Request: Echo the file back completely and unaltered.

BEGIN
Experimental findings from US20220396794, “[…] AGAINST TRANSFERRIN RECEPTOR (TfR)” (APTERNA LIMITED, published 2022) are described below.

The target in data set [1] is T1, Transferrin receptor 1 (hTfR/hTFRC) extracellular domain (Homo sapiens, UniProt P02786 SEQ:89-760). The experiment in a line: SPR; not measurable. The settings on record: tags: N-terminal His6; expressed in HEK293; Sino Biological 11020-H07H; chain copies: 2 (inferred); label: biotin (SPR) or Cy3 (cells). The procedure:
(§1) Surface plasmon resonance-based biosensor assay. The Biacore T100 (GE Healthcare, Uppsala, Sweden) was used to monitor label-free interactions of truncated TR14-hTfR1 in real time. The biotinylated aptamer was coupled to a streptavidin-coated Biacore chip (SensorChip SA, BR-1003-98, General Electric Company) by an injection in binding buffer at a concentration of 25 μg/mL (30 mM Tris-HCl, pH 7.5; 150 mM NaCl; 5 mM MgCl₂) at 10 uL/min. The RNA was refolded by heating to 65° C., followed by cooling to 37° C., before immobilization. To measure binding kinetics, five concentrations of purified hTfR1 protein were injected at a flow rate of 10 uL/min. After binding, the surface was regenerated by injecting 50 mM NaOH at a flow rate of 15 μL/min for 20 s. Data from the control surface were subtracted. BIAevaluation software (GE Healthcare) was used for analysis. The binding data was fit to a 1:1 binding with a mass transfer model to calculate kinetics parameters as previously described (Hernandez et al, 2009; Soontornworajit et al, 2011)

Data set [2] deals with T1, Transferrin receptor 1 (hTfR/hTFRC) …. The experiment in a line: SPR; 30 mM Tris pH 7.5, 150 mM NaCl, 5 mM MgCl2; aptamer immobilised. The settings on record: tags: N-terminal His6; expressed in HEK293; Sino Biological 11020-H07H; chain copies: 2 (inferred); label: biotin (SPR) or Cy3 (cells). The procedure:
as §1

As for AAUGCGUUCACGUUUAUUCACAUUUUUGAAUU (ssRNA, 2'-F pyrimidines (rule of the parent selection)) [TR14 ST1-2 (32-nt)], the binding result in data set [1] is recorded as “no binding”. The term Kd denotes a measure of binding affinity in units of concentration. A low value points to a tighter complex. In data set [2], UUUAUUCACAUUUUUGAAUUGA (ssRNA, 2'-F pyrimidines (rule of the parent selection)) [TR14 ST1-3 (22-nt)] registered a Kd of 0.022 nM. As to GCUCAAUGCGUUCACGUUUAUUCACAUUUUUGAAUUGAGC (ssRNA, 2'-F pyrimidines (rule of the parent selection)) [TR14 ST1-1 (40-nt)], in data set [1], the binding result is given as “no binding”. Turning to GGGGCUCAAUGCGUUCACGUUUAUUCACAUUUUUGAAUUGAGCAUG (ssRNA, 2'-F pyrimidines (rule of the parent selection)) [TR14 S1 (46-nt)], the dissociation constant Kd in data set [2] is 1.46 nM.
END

Experimental findings from US20220396794, “[…] AGAINST TRANSFERRIN RECEPTOR (TfR)” (APTERNA LIMITED, published 2022) are described below.

The target in data set [1] is T1, Transferrin receptor 1 (hTfR/hTFRC) extracellular domain (Homo sapiens, UniProt P02786 SEQ:89-760). The experiment in a line: SPR; not measurable. The settings on record: tags: N-terminal His6; expressed in HEK293; Sino Biological 11020-H07H; chain copies: 2 (inferred); label: biotin (SPR) or Cy3 (cells). The procedure:
(§1) Surface plasmon resonance-based biosensor assay. The Biacore T100 (GE Healthcare, Uppsala, Sweden) was used to monitor label-free interactions of truncated TR14-hTfR1 in real time. The biotinylated aptamer was coupled to a streptavidin-coated Biacore chip (SensorChip SA, BR-1003-98, General Electric Company) by an injection in binding buffer at a concentration of 25 μg/mL (30 mM Tris-HCl, pH 7.5; 150 mM NaCl; 5 mM MgCl₂) at 10 uL/min. The RNA was refolded by heating to 65° C., followed by cooling to 37° C., before immobilization. To measure binding kinetics, five concentrations of purified hTfR1 protein were injected at a flow rate of 10 uL/min. After binding, the surface was regenerated by injecting 50 mM NaOH at a flow rate of 15 μL/min for 20 s. Data from the control surface were subtracted. BIAevaluation software (GE Healthcare) was used for analysis. The binding data was fit to a 1:1 binding with a mass transfer model to calculate kinetics parameters as previously described (Hernandez et al, 2009; Soontornworajit et al, 2011)

Data set [2] deals with T1, Transferrin receptor 1 (hTfR/hTFRC) …. The experiment in a line: SPR; 30 mM Tris pH 7.5, 150 mM NaCl, 5 mM MgCl2; aptamer immobilised. The settings on record: tags: N-terminal His6; expressed in HEK293; Sino Biological 11020-H07H; chain copies: 2 (inferred); label: biotin (SPR) or Cy3 (cells). The procedure:
as §1

As for AAUGCGUUCACGUUUAUUCACAUUUUUGAAUU (ssRNA, 2'-F pyrimidines (rule of the parent selection)) [TR14 ST1-2 (32-nt)], the binding result in data set [1] is recorded as “no binding”. The term Kd denotes a measure of binding affinity in units of concentration. A low value points to a tighter complex. In data set [2], UUUAUUCACAUUUUUGAAUUGA (ssRNA, 2'-F pyrimidines (rule of the parent selection)) [TR14 ST1-3 (22-nt)] registered a Kd of 0.022 nM. As to GCUCAAUGCGUUCACGUUUAUUCACAUUUUUGAAUUGAGC (ssRNA, 2'-F pyrimidines (rule of the parent selection)) [TR14 ST1-1 (40-nt)], in data set [1], the binding result is given as “no binding”. Turning to GGGGCUCAAUGCGUUCACGUUUAUUCACAUUUUUGAAUUGAGCAUG (ssRNA, 2'-F pyrimidines (rule of the parent selection)) [TR14 S1 (46-nt)], the dissociation constant Kd in data set [2] is 1.46 nM.